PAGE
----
6 of 6 people found the following review helpful
on 23 November 2006
A highly recommended collection of obscure and not-so-obscure US Rock n Roll and Rockabilly from the 50's which really showcases the wild, raw and downright raucous music coming out of small backwater studios that suddenly got the nations moral guardians reaching for the valium...
It was an incredibly fertile period for music. A whole generation disillusioned with the Big Band ballads of their parents, but infused with spirit of black RnB, slicked back their hair, picked up guitars and began to howl at the moon...Tens of thousands of fantastic Rock n Roll records were released between the years of '56 and '59, and as such a single CD can only ever be a scratch at the surface. But it's a mighty fine scratch at that. Reaching over the legendary indie labels (Billy Lee Riley and Jack Earls at Sun, Al Ferrier at Starday) to some real obscurities (Curley Jim anyone?), right through to those plouging their own furrow on the majors (Carl Perkins and Ronnie Self at Columbia).
Highlights? - `Lonesome Baby Blues' by Danny Ray is a must for any Rockabilly collector. The small number of recordings made by Pat Cupp in 1956 have been long been legendary in Rock n Roll circles. The selection here of `That Girl of Mine' demonstrates just why.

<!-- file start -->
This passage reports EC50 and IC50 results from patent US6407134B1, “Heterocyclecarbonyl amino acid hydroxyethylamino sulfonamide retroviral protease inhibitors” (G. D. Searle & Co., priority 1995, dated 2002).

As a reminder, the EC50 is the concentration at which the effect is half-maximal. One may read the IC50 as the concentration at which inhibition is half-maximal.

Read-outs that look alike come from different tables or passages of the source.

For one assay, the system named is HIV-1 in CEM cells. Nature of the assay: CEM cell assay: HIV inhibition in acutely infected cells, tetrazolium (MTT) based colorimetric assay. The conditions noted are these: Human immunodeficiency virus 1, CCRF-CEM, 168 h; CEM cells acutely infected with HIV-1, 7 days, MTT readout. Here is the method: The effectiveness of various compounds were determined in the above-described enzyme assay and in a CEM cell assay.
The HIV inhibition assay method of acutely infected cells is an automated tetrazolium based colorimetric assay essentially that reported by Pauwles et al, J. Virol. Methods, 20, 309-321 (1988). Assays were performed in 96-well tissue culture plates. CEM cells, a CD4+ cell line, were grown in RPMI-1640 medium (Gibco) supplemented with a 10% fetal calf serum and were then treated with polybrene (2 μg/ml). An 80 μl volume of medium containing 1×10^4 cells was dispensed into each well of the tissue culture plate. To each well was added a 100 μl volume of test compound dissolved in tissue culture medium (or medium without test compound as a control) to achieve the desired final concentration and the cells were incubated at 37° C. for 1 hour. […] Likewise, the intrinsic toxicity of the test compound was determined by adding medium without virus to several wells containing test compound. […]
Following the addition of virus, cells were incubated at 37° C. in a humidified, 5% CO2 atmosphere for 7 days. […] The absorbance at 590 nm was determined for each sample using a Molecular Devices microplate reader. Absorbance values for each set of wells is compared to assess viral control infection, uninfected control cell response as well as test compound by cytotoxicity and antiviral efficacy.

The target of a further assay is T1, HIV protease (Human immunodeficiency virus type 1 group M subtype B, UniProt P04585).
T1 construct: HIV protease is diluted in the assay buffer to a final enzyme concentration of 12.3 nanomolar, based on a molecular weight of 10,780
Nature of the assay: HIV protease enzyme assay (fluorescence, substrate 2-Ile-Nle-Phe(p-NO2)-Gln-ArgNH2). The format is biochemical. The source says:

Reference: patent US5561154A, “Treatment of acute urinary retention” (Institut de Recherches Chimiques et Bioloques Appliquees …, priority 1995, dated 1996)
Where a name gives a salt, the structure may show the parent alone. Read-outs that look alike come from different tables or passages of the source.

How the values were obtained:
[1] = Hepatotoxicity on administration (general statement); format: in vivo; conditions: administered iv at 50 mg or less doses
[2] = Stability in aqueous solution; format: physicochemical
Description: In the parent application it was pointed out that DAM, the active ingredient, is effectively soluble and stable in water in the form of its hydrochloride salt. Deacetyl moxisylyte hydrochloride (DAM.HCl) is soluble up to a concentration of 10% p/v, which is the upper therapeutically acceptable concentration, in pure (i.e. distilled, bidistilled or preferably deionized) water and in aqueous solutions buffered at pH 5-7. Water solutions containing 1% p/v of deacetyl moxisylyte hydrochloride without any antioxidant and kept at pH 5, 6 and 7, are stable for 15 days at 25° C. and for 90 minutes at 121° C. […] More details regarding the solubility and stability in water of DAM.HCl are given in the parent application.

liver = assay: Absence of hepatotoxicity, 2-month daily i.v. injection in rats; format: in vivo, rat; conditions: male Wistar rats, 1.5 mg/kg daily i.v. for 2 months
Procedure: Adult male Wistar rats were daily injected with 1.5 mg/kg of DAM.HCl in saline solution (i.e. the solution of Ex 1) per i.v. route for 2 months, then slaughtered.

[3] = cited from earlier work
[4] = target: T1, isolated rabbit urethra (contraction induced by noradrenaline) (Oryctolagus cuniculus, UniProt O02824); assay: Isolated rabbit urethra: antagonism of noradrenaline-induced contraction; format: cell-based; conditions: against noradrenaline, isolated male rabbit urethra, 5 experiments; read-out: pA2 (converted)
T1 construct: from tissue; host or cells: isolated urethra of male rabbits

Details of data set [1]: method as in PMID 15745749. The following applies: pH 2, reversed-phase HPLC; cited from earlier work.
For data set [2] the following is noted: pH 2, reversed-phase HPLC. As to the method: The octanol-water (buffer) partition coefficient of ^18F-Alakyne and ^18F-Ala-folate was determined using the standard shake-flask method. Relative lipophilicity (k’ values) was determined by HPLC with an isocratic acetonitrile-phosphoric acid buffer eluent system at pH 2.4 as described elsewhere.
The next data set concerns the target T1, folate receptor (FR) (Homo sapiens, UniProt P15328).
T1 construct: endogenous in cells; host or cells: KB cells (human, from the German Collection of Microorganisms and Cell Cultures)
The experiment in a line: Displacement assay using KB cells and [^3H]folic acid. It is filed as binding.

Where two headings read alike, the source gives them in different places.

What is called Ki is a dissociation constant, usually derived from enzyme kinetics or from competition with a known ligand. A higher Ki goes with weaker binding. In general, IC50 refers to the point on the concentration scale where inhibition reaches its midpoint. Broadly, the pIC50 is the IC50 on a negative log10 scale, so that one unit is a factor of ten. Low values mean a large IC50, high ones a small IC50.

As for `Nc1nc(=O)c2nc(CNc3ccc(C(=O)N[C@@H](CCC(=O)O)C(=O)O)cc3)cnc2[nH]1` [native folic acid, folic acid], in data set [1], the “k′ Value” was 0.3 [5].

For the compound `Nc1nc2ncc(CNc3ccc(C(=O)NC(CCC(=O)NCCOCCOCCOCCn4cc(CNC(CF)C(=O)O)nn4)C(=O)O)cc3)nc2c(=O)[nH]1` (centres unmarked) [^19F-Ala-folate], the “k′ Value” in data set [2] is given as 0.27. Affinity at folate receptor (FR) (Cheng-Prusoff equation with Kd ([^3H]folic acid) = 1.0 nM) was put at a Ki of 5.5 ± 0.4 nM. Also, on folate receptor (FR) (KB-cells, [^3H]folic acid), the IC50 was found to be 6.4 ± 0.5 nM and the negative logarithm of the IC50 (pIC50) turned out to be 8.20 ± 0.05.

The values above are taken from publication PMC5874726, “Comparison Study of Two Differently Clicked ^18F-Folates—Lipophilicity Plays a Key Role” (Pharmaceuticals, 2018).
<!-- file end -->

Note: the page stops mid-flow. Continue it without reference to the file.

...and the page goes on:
A great starter CD for those wanting an entry point into what can, admittedly, be an overwhelming selection of reissues on the market; there is also enough here from off the beaten track to interest more seasoned fans. As usual, Ace Records bring you their highest standards of sound quality, taken from the best available original sources.
The records on show here may not have sold many copies (or any copies in some cases), but what they lacked in commercial success, they more than make up with sheer raw energy.